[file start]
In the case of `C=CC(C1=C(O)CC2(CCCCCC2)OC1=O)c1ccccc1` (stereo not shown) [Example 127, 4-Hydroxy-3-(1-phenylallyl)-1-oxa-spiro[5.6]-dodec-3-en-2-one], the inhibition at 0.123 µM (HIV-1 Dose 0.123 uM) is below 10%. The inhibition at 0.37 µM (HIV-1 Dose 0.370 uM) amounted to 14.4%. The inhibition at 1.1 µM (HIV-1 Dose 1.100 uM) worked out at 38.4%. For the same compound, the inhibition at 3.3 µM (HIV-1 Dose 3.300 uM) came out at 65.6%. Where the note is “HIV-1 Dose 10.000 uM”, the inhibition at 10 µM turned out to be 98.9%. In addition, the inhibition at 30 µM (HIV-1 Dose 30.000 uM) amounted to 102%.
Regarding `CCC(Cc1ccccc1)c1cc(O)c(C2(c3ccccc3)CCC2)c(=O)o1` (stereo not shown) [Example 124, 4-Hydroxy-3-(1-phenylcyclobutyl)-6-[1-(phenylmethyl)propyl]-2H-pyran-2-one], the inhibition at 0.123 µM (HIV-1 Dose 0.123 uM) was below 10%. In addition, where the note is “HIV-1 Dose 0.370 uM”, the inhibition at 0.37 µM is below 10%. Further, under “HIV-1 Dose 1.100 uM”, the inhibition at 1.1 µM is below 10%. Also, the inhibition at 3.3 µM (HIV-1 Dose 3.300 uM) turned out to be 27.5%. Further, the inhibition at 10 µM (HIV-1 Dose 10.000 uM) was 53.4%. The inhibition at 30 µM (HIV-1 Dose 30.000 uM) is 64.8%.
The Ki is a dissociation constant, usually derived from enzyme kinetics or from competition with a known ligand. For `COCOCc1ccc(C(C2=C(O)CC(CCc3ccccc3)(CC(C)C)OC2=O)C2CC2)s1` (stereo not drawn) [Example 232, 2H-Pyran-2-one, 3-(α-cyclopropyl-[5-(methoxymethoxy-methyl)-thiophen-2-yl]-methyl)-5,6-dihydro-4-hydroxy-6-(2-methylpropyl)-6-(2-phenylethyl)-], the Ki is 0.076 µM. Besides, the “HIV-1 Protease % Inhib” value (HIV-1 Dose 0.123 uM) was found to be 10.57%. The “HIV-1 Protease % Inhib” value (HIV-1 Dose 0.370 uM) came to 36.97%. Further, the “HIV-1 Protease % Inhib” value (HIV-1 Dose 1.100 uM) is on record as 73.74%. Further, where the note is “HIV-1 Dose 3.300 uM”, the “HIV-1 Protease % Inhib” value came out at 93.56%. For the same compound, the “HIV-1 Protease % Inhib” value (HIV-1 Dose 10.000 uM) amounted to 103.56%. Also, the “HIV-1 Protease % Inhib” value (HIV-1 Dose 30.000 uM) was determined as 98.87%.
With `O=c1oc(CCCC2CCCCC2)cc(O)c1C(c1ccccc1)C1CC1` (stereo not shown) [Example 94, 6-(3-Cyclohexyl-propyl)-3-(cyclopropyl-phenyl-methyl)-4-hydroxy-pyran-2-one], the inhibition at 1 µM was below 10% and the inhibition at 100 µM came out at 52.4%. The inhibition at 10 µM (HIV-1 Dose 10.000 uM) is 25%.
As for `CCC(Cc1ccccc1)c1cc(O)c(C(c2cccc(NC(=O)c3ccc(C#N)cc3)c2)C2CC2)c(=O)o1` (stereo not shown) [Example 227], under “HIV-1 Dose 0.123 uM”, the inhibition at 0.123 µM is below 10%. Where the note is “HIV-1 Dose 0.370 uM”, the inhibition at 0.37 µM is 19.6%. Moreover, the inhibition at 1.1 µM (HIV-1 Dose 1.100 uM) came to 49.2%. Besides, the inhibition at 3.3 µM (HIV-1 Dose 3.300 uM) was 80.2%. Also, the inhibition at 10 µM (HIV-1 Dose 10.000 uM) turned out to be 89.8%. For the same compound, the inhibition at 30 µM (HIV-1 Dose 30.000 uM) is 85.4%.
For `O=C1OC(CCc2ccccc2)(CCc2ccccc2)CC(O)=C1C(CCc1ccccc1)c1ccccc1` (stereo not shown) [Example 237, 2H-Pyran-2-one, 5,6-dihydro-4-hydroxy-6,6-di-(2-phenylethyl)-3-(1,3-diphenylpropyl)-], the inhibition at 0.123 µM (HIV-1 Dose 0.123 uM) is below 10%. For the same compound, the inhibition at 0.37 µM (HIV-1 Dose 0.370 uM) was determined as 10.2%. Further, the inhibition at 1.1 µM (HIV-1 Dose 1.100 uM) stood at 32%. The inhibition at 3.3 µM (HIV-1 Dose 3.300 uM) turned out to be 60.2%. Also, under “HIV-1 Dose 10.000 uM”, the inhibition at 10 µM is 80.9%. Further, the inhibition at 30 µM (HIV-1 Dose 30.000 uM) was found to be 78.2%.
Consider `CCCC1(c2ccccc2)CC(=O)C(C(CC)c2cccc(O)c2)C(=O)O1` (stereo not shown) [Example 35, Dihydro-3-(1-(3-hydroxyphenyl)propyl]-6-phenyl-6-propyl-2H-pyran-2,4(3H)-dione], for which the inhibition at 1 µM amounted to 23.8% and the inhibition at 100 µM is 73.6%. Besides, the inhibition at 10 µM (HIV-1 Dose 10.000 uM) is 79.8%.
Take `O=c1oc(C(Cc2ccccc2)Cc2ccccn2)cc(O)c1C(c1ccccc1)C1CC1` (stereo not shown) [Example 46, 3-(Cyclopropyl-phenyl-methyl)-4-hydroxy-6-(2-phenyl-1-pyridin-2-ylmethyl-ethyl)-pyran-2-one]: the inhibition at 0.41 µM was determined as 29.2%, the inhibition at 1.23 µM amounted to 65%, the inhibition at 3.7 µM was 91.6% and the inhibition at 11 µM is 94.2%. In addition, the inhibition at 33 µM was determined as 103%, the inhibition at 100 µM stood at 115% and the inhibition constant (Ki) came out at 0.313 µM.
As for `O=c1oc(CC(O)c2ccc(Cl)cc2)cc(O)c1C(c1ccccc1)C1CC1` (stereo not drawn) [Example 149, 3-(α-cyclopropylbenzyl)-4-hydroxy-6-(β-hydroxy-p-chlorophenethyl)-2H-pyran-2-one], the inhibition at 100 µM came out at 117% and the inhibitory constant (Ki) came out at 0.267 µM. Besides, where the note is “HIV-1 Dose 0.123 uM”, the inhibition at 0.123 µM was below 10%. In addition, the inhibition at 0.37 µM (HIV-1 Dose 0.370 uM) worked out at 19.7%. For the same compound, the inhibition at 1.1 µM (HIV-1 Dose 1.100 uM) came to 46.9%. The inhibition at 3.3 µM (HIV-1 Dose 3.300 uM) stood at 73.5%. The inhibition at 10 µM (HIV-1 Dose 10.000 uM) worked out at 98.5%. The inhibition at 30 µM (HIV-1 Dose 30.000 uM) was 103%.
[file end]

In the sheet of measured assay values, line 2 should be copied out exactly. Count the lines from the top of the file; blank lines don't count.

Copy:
Regarding `CCC(Cc1ccccc1)c1cc(O)c(C2(c3ccccc3)CCC2)c(=O)o1` (stereo not shown) [Example 124, 4-Hydroxy-3-(1-phenylcyclobutyl)-6-[1-(phenylmethyl)propyl]-2H-pyran-2-one], the inhibition at 0.123 µM (HIV-1 Dose 0.123 uM) was below 10%. In addition, where the note is “HIV-1 Dose 0.370 uM”, the inhibition at 0.37 µM is below 10%. Further, under “HIV-1 Dose 1.100 uM”, the inhibition at 1.1 µM is below 10%. Also, the inhibition at 3.3 µM (HIV-1 Dose 3.300 uM) turned out to be 27.5%. Further, the inhibition at 10 µM (HIV-1 Dose 10.000 uM) was 53.4%. The inhibition at 30 µM (HIV-1 Dose 30.000 uM) is 64.8%.